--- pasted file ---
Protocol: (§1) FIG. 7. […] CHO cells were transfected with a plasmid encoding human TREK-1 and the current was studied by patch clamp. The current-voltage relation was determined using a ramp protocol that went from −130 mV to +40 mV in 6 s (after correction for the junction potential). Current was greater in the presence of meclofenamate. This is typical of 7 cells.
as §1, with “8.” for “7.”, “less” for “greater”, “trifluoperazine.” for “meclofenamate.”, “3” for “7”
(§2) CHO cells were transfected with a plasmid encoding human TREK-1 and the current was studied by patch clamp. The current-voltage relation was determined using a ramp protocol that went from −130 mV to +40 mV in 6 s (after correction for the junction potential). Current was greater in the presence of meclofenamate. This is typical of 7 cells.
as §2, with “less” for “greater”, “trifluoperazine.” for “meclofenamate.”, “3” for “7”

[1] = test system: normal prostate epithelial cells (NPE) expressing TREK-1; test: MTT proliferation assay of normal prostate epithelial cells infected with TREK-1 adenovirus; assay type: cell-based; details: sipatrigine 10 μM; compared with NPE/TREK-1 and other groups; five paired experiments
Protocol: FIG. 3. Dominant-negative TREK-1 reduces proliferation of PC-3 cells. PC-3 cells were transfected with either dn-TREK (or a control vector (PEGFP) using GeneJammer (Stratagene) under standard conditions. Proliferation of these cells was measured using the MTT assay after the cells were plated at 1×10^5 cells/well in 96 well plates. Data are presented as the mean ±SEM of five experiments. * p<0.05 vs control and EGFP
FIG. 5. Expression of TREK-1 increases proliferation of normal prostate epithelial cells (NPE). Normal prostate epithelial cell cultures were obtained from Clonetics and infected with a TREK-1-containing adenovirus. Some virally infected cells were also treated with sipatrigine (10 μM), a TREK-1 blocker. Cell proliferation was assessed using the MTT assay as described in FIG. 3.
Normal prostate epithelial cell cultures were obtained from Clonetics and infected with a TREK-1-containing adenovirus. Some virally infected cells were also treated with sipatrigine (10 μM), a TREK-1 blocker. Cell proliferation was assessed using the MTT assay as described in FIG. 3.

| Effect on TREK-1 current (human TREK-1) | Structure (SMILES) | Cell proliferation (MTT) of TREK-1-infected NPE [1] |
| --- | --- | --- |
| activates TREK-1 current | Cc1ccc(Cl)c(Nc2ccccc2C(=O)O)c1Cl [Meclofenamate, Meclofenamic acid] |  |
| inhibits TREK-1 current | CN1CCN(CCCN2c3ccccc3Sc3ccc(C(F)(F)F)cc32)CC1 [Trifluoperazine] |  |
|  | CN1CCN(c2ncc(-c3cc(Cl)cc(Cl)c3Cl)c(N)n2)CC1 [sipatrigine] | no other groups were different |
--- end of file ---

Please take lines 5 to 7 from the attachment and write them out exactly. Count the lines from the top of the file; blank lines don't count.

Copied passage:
[1] = test system: normal prostate epithelial cells (NPE) expressing TREK-1; test: MTT proliferation assay of normal prostate epithelial cells infected with TREK-1 adenovirus; assay type: cell-based; details: sipatrigine 10 μM; compared with NPE/TREK-1 and other groups; five paired experiments
Protocol: FIG. 3. Dominant-negative TREK-1 reduces proliferation of PC-3 cells. PC-3 cells were transfected with either dn-TREK (or a control vector (PEGFP) using GeneJammer (Stratagene) under standard conditions. Proliferation of these cells was measured using the MTT assay after the cells were plated at 1×10^5 cells/well in 96 well plates. Data are presented as the mean ±SEM of five experiments. * p<0.05 vs control and EGFP
FIG. 5. Expression of TREK-1 increases proliferation of normal prostate epithelial cells (NPE). Normal prostate epithelial cell cultures were obtained from Clonetics and infected with a TREK-1-containing adenovirus. Some virally infected cells were also treated with sipatrigine (10 μM), a TREK-1 blocker. Cell proliferation was assessed using the MTT assay as described in FIG. 3.